A Fly Rod of Your Own is the tantalizing title for John Gierach’s most recent book, a collection of Gierach’s stories, many of which have previously appeared in magazines such as Fly Rod & Reel.
In this case, the title of the book is a bit misleading. There’s nothing in the book about custom fly rods, or bamboo rods, a topic about which he’s written previously. The book title is just a phrase from the first paragraph in the opening chapter in which he writes about how people get hooked on fly-fishing, and he writes, “If you’re like me, it was the mere sight of a good fly-caster that finally sent you out shopping for a fly rod of your own.”
Still, I’m thoroughly enjoying a leisurely reading of his stories, rationing myself to one or two a day, rather than reading it cover to cover.
Gierach’s stories are often built around fly-fishing and travels to occasionally exotic places for fishing. Still, the magic isn’t in getting tips on how to catch fish, or how great an angler he is.
I particularly enjoy Gierach’s observations on life and people and more often than not it has nothing to do with fishing, though he frequently comes up with sage observations about travel involved with fishing trips. For example, he describes long delays and waits in airports as “fatal boredom,” adding, “There is a mount of an albino beaver at the Anchorage terminal that’s worth seeing, but it’s not what you’d call endlessly entertaining.”
In any event, the book’s title caught my interest because fly rods have been taking up a lot of my time the last few months.
Last summer at a Kiwanis meeting, a friend asked if I would be willing to build a custom fly rod that would be part of a raffle package for a fundraiser for Leadership Montana, a Montana non-profit organization that runs educational programs for potential community leaders. Without much thought I said, “Sure, I could do that.”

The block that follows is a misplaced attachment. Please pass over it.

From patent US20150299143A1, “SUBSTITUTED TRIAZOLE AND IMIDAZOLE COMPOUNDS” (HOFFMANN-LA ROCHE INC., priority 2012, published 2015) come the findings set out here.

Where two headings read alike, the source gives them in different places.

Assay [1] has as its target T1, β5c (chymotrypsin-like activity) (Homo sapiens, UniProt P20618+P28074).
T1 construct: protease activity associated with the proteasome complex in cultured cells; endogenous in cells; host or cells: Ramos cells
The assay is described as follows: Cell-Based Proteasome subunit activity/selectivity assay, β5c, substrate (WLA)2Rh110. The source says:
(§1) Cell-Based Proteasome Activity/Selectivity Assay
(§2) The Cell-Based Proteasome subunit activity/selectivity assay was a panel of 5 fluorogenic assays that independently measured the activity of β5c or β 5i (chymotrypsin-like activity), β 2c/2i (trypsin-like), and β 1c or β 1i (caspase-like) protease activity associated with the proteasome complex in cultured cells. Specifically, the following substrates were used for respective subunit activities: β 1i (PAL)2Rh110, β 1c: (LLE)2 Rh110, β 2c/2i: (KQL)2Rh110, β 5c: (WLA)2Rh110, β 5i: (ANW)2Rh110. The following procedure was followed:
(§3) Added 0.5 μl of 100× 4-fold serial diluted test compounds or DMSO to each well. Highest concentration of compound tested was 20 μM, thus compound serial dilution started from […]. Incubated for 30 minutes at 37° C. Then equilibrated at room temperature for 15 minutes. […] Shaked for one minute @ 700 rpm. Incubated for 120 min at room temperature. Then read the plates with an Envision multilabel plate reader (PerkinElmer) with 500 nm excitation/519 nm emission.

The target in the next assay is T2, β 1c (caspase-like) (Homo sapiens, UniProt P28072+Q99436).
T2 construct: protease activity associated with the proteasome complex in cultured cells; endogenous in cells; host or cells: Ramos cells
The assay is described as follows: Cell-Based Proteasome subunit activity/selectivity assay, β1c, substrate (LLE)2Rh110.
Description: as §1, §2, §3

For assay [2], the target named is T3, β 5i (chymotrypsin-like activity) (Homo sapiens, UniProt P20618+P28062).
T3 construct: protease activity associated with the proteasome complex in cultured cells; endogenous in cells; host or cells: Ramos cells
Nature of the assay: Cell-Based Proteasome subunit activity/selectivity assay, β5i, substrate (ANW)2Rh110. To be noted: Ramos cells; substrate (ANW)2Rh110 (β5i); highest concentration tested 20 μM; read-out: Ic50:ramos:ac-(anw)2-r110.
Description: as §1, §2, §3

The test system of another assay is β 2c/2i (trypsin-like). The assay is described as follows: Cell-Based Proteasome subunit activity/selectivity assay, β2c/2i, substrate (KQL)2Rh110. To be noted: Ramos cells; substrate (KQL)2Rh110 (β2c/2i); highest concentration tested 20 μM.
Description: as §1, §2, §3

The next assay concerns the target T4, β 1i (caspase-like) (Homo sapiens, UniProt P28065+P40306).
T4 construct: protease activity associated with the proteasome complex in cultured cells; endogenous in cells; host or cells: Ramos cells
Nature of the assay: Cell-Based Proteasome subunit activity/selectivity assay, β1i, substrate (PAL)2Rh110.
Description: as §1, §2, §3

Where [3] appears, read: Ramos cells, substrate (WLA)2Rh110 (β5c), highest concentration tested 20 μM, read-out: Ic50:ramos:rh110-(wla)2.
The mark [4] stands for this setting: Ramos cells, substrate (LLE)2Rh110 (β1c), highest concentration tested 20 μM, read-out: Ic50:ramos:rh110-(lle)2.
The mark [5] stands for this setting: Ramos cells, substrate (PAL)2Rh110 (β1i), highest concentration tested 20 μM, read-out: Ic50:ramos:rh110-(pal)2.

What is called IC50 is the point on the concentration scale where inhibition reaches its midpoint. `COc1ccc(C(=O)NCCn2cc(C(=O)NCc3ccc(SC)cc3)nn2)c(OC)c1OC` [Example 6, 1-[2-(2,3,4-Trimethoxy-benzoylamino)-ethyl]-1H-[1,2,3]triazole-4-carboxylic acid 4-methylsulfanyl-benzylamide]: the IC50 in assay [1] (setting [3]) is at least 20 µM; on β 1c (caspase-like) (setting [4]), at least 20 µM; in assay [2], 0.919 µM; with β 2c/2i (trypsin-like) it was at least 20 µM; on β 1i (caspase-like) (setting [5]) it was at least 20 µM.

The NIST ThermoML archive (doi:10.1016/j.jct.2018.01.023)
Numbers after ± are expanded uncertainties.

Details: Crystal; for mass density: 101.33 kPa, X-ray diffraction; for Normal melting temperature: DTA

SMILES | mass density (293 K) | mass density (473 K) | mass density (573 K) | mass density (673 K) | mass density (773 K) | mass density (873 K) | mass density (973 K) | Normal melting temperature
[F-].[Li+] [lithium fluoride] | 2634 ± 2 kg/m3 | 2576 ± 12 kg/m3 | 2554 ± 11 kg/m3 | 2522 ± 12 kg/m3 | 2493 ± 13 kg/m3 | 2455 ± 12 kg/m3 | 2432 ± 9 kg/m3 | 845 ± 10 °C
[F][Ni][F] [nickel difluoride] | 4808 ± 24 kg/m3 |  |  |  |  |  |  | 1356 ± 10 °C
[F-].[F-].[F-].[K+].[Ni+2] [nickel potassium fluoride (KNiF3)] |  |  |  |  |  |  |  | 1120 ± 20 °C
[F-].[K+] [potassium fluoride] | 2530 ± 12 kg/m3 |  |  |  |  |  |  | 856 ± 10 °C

Over the years I’ve built a number of fly rods, including, over 50 years ago, my first fly rod, when I’d ordered a rod-building package from Herter’s, the long-defunct mail-order company that pre-dated Cabela’s.
I’ll note that building a rod doesn’t include scientific experiments in fiberglass and graphite. It means you buy the stick—the technical term is “blank”, this one a Sage blank—and then add the handle, guides, hook-keepers and other hardware that transforms that nine-foot length of graphite-infused fiberglass into a fishing rod. I did have some trepidation about building a rod for someone else. I live with my own mistakes, but someone else might not be so easily satisfied.
An Anaconda man won the raffle and we got together in late autumn to go over the options for putting the rod together. I cautioned him to not be in a hurry because the project would have to wait until after the hunting season was over.
A custom rod may not be any better than the equivalent factory rod from a local fly shop, though hopefully it won’t be worse. It might not save much money, either.
The main benefit to a custom rod is that you can make it your own in every way. For example, you can make the wraps in your school colors if you like, instead of black, as most factory rods are. Thus, the wraps on the rod were blue with gold trim. It clashes a bit with a green rod, but the fish won’t care. I also built it with single-foot guides, or “those loopy things,” as my wife called them when she couldn’t think of the technical term.
A final touch was engraving his initials and the year on the butt cap of the rod.
Happily, when it was all done and the winner had a chance to look at it, he was pleased at how well it turned out.
Even better, my wife said, “That was a fun project. You’d better make another one for yourself.”
She didn’t even have to twist my arm.